A pilot from Tennessee was one of the two crew members on a UPS cargo plane that crashed and burned near the Birmingham, AL, airport.
Family members confirm that Shanda Fanning, 37, of Lynchburg, TN, was one of the crew members on board UPS Flight 1354 from Louisville, KY, that crashed about one-half mile from the runway about 5 a.m.
The identity of her crew mate has not been released.
The crash scattered boxes and charred debris across the grassy field outside the airport, officials said.
The pilot and co-pilot of the Airbus A300 widebody jet were pronounced dead at the scene, said Birmingham Fire Chief Ivor Brooks. The crash site had been burning, but the blaze was extinguished by late morning, Brooks said.
The plane crashed in an open field on the outskirts of Birmingham-Shuttlesworth International Airport, said Toni Herrera-Bast, a spokeswoman for the city's airport authority. The crash had not affected airport operations, though it did appear to topple a tree and a utility pole.
The top was broken out of the tree and there are pieces of a utility pole and limbs in the road. Nearby, grass was blackened near the bottom of a hill. A piece of the fuselage and an engine are visible on the crest of the hill. White smoke was pouring from the other side of the hill.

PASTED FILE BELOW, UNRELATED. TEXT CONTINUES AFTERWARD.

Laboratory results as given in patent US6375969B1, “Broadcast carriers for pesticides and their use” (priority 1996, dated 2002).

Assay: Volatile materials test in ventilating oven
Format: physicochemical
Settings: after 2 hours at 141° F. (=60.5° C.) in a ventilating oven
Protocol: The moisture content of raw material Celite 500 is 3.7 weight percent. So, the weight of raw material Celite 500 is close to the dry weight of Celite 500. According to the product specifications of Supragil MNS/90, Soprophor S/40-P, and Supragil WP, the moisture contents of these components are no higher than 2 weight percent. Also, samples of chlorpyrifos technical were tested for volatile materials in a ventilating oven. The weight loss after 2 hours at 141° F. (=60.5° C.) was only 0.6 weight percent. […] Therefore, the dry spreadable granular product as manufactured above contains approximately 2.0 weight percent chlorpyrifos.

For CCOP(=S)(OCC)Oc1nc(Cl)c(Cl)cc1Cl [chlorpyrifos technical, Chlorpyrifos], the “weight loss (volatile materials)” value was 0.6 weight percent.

It was not immediately known what the plane was carrying. UPS spokesman Jeff Wafford said only that the plane was carrying a variety of cargo.
In a statement, UPS Airlines President Mitch Nichols said:
"This incident is very unfortunate, and our thoughts and prayers are with those involved.
"We place the utmost value on the safety of our employees, our customers and the public. We will immediately engage with the National Transportation Safety Board's investigation, and we will work exhaustively on response efforts."
For now, the NTSB will work with local investigators to pinpoint what caused the crash.
Fanning graduated from Shelbyville High School then went on to Middle Tennessee State University, where she majored in aerospace.
She learned to fly at the Shelbyville Municipal Airport, where a close friend said Wednesday that Fanning was a smart, talented woman who achieved so much.
"Shanda was doing what she wanted to do, and we a feel that way it's what we love," said airport manager Hank Williamson.
Fanning was residing with her husband in Lynchburg at the time of the crash, but she grew up in Shelbyville and spent many days at the local airport. She even worked for Williamson from 1999 to 2002.
"She was loved," Williamson said. "I still can't believe it."
Williamson said he'll always have fond memories of Fanning; someone he remembers as a strong woman and an excellent pilot.
Fanning's family in Lynchburg, as you might imagine, said they were too upset to talk for now. But we know she is survived by a husband and other family members who loved her very much.
Copyright 2013 WSMV (Meredith Corporation). All rights reserved. The Associated Press contributed to this report.
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